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.. _Data_Types:

**********
Data Types
**********
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Exercices
=========

Exercise
--------

Assume that we execute the following assignment statements: ::

   width = 17
   height = 12.0
   delimiter ='.'

For each of the following expressions, write the value of the expression and the type (of the value of
the expression) and explain. ::

   1. width / 2
   2. width / 2.0
   3. height / 3
   4. 1 + 2 * 5
   
Use the Python interpreter to check your answers. ::

   >>> width = 17
   >>> height = 12.0
   >>> delimiter ='.'
   >>> 
   >>> width / 2
   8
   >>> # both operands are integer so python done an euclidian division and threw out the remainder
   >>> width / 2.0
   8.5
   >>> height / 3
   4.0
   >>> # one of the operand is a float (2.0 or height) then python pyhton perform afloat  division but keep in mind that float numbers are aproximation.
   >>> # if you need precision you need to use Decimal. But operations on Decimal are slow and float offer quite enought precision
   >>> # so we use decimal only if wee need great precision
   >>> # Euclidian division
   >>> 2 / 3
   0
   >>> # float division
   >>> float(2)/float(3)
   0.6666666666666666
   >>> # decimal division
   >>> from decimal import Decimal
   >>> a = Decimal(2)
   >>> b = Decimal(3)
   >>> a / b
   Decimal('0.6666666666666666666666666667')
   >>> 1 + 2 * 5
   11


Exercise
--------

Practice using the Python interpreter as a calculator:

| The volume of a sphere with radius r is 4/3 πr\ :sup:`3`. What is the volume of a sphere with radius 5?
| Hint: π is in math module, so to access it you need to import the math module ::
   
      >>> import math
      >>> math.pi
   
 Hint: 392.7 is wrong! ::
   
      >>> import math 
      >>> float(4)/float(3) * float(math.pi) * pow(5, 3)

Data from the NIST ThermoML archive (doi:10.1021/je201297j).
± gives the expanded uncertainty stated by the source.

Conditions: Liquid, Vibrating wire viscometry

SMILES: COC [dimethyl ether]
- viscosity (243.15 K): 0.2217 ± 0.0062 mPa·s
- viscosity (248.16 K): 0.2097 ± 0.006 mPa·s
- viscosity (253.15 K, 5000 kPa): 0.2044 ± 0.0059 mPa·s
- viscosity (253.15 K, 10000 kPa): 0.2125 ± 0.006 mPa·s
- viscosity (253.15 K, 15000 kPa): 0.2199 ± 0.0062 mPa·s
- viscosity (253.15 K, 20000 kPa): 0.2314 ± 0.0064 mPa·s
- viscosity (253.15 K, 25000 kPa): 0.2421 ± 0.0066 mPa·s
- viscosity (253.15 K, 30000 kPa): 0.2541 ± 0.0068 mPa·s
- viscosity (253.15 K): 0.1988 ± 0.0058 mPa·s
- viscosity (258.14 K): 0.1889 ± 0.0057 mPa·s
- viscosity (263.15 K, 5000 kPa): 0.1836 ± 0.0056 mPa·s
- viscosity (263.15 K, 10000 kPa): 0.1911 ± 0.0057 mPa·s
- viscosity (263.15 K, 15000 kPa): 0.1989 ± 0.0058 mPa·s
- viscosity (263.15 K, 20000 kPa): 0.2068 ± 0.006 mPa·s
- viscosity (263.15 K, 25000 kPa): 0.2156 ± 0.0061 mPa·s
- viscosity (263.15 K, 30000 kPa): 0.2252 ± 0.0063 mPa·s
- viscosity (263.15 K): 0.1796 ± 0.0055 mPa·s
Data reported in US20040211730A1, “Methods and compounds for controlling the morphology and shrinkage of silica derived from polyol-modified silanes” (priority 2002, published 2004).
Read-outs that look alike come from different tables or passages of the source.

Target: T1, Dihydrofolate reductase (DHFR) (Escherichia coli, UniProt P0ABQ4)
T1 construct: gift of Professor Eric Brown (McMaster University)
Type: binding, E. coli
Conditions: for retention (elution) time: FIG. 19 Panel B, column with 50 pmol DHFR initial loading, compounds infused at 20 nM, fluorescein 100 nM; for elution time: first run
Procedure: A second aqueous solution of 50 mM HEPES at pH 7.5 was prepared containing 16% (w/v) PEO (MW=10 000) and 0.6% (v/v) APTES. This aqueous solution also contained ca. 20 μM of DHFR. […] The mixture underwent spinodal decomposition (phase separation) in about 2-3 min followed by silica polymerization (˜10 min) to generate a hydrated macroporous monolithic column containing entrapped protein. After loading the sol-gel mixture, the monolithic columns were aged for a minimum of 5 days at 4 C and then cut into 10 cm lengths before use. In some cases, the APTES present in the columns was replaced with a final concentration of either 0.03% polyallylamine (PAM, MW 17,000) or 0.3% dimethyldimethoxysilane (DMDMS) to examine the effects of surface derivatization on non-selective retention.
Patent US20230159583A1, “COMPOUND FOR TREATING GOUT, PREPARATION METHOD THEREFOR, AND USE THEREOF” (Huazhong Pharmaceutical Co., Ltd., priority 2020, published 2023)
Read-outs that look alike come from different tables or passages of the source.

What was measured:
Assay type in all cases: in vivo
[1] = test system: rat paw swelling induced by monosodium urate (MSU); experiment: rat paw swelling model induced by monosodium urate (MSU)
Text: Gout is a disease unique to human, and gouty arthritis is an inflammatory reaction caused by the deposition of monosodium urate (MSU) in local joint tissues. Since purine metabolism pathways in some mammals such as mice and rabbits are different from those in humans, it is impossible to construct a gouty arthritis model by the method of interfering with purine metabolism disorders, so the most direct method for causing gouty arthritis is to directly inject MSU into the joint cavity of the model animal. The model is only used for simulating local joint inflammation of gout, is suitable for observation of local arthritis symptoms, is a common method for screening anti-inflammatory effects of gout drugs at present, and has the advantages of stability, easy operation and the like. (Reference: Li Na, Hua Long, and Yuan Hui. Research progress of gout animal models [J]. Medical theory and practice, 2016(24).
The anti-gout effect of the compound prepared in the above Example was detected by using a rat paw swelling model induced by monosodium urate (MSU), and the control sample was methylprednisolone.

Exercise
--------

Draw what happen in memory when the following statements are executed: ::

   i = 12
   i += 2
   
.. figure:: _static/figs/augmented_assignment_int.png
   :width: 400px
   :alt: set
   :figclass: align-center
   
::      

   >>> i = 12
   >>> id(i)
   33157200
   >>> i += 2
   >>> id(i)
   33157152


and ::

   s = 'gaa'
   s = s + 'ttc' 
   
.. figure:: _static/figs/augmented_assignment_string.png
   :width: 400px
   :alt: set
   :figclass: align-center   

::   

   >>> s = 'gaa'
   >>> id(s)
   139950507582368
   >>> s = s+ 'ttc'
   >>> s
   'gaattc'
   >>> id(s)
   139950571818896
   
when an augmented assignment operator is used on an immutable object is that 
 
#. the operation is performed, 
#. and an object holding the result is created  
#. and then the target object reference is re-bound to refer to the
   result object rather than the object it referred to before. 

So, in the preceding case when the statement ``i += 2`` is encountered, Python computes 1 + 2 , stores
the result in a new int object, and then rebinds ``i`` to refer to this new int . And
if the original object a was referring to has no more object references referring
to it, it will be scheduled for garbage collection. The same mechanism is done with all immutable object included strings.
  
Exercise
--------

how to obtain a new sequence which is the 10 times repetition of the this motif : "AGGTCGACCAGATTANTCCG"::
   >>> s = "AGGTCGACCAGATTANTCCG"
   >>> s10 = s * 10

Exercise
--------

create a representation in fasta format of following sequence :

.. note::
   A sequence in FASTA format begins with a single-line description, followed by lines of sequence data. 
   The description line is distinguished from the sequence data by a greater-than (">") symbol in the first column. 
   The word following the ">" symbol is the identifier of the sequence, and the rest of the line is the description (optional). 
   There should be no space between the ">" and the first letter of the identifier. 
   The sequence ends if another line starting with a ">" appears; this indicates the start of another sequence. 

::

   id = "sp|P60568|IL2_HUMAN"

   comment = "Interleukin-2 OS=Homo sapiens GN=IL2 PE=1 SV=1"

   sequence = """MYRMQLLSCIALSLALVTNSAPTSSSTKKTQLQLEHLLLDLQMILNGINNYKNPKLTRML
   TFKFYMPKKATELKHLQCLEEELKPLEEVLNLAQSKNFHLRPRDLISNINVIVLELKGSE
   TTFMCEYADETATIVEFLNRWITFCQSIISTLT"""

   >>> s = id + comment + '\n' + sequence
   or
   >>> s = "{id} {comment} \n{sequence}".format(id= id, comment = comment, sequence = sequence)